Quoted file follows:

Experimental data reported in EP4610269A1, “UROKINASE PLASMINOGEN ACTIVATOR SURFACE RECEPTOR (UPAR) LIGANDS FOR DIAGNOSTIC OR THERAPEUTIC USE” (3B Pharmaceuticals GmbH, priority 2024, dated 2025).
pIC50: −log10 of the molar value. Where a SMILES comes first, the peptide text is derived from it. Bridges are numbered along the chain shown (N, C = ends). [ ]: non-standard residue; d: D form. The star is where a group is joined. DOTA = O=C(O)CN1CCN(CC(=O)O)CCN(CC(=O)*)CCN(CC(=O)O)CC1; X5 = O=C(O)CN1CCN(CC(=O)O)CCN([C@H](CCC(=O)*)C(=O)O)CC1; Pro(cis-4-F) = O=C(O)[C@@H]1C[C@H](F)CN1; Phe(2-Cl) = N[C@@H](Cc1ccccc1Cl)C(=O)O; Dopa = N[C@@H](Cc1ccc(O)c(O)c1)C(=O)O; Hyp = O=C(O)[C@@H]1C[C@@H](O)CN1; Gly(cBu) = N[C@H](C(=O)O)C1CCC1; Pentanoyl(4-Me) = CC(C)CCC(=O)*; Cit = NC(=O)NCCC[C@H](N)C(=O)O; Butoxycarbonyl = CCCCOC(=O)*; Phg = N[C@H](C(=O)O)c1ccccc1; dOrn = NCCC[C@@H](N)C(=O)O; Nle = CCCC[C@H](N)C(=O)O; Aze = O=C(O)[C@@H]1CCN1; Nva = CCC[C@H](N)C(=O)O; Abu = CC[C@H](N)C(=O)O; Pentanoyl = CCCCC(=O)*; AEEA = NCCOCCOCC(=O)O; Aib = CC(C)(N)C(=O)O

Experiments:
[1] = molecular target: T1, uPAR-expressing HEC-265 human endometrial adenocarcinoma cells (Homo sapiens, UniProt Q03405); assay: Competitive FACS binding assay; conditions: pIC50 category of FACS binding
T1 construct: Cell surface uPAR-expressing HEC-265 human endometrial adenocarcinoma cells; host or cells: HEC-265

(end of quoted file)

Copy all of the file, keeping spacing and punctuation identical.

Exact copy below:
Experimental data reported in EP4610269A1, “UROKINASE PLASMINOGEN ACTIVATOR SURFACE RECEPTOR (UPAR) LIGANDS FOR DIAGNOSTIC OR THERAPEUTIC USE” (3B Pharmaceuticals GmbH, priority 2024, dated 2025).
pIC50: −log10 of the molar value. Where a SMILES comes first, the peptide text is derived from it. Bridges are numbered along the chain shown (N, C = ends). [ ]: non-standard residue; d: D form. The star is where a group is joined. DOTA = O=C(O)CN1CCN(CC(=O)O)CCN(CC(=O)*)CCN(CC(=O)O)CC1; X5 = O=C(O)CN1CCN(CC(=O)O)CCN([C@H](CCC(=O)*)C(=O)O)CC1; Pro(cis-4-F) = O=C(O)[C@@H]1C[C@H](F)CN1; Phe(2-Cl) = N[C@@H](Cc1ccccc1Cl)C(=O)O; Dopa = N[C@@H](Cc1ccc(O)c(O)c1)C(=O)O; Hyp = O=C(O)[C@@H]1C[C@@H](O)CN1; Gly(cBu) = N[C@H](C(=O)O)C1CCC1; Pentanoyl(4-Me) = CC(C)CCC(=O)*; Cit = NC(=O)NCCC[C@H](N)C(=O)O; Butoxycarbonyl = CCCCOC(=O)*; Phg = N[C@H](C(=O)O)c1ccccc1; dOrn = NCCC[C@@H](N)C(=O)O; Nle = CCCC[C@H](N)C(=O)O; Aze = O=C(O)[C@@H]1CCN1; Nva = CCC[C@H](N)C(=O)O; Abu = CC[C@H](N)C(=O)O; Pentanoyl = CCCCC(=O)*; AEEA = NCCOCCOCC(=O)O; Aib = CC(C)(N)C(=O)O

Experiments:
[1] = molecular target: T1, uPAR-expressing HEC-265 human endometrial adenocarcinoma cells (Homo sapiens, UniProt Q03405); assay: Competitive FACS binding assay; conditions: pIC50 category of FACS binding
T1 construct: Cell surface uPAR-expressing HEC-265 human endometrial adenocarcinoma cells; host or cells: HEC-265